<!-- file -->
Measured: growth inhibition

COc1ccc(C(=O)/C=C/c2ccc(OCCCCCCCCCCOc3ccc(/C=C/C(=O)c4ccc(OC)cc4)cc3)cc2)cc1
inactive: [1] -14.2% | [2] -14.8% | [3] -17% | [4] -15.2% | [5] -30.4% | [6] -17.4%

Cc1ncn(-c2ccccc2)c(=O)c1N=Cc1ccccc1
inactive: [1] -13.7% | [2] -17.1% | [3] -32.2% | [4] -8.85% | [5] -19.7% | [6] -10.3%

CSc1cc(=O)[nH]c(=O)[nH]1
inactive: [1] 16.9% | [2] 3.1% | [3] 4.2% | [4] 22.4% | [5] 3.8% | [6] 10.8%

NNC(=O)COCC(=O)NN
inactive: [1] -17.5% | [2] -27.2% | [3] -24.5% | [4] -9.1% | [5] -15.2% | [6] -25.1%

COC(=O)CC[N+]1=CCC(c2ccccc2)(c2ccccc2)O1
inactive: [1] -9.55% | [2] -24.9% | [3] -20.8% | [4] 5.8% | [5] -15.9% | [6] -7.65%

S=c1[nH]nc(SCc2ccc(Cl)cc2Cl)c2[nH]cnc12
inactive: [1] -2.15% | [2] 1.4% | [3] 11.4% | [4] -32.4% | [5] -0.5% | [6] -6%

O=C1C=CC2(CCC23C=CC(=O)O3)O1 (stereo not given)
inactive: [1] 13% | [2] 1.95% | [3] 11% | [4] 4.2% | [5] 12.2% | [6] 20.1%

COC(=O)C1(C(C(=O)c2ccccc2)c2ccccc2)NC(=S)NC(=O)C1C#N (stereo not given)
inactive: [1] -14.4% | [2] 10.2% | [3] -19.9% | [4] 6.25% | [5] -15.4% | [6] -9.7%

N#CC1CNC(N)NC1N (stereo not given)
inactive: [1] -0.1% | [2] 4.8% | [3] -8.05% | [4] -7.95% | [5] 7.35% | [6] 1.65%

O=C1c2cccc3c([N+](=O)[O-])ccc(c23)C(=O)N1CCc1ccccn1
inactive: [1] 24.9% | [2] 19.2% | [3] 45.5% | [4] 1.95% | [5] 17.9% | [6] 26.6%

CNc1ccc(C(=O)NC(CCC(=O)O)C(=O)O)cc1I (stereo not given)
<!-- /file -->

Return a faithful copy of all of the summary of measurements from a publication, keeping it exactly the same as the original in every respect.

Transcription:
Measured: growth inhibition

COc1ccc(C(=O)/C=C/c2ccc(OCCCCCCCCCCOc3ccc(/C=C/C(=O)c4ccc(OC)cc4)cc3)cc2)cc1
inactive: [1] -14.2% | [2] -14.8% | [3] -17% | [4] -15.2% | [5] -30.4% | [6] -17.4%

Cc1ncn(-c2ccccc2)c(=O)c1N=Cc1ccccc1
inactive: [1] -13.7% | [2] -17.1% | [3] -32.2% | [4] -8.85% | [5] -19.7% | [6] -10.3%

CSc1cc(=O)[nH]c(=O)[nH]1
inactive: [1] 16.9% | [2] 3.1% | [3] 4.2% | [4] 22.4% | [5] 3.8% | [6] 10.8%

NNC(=O)COCC(=O)NN
inactive: [1] -17.5% | [2] -27.2% | [3] -24.5% | [4] -9.1% | [5] -15.2% | [6] -25.1%

COC(=O)CC[N+]1=CCC(c2ccccc2)(c2ccccc2)O1
inactive: [1] -9.55% | [2] -24.9% | [3] -20.8% | [4] 5.8% | [5] -15.9% | [6] -7.65%

S=c1[nH]nc(SCc2ccc(Cl)cc2Cl)c2[nH]cnc12
inactive: [1] -2.15% | [2] 1.4% | [3] 11.4% | [4] -32.4% | [5] -0.5% | [6] -6%

O=C1C=CC2(CCC23C=CC(=O)O3)O1 (stereo not given)
inactive: [1] 13% | [2] 1.95% | [3] 11% | [4] 4.2% | [5] 12.2% | [6] 20.1%

COC(=O)C1(C(C(=O)c2ccccc2)c2ccccc2)NC(=S)NC(=O)C1C#N (stereo not given)
inactive: [1] -14.4% | [2] 10.2% | [3] -19.9% | [4] 6.25% | [5] -15.4% | [6] -9.7%

N#CC1CNC(N)NC1N (stereo not given)
inactive: [1] -0.1% | [2] 4.8% | [3] -8.05% | [4] -7.95% | [5] 7.35% | [6] 1.65%

O=C1c2cccc3c([N+](=O)[O-])ccc(c23)C(=O)N1CCc1ccccn1
inactive: [1] 24.9% | [2] 19.2% | [3] 45.5% | [4] 1.95% | [5] 17.9% | [6] 26.6%

CNc1ccc(C(=O)NC(CCC(=O)O)C(=O)O)cc1I (stereo not given)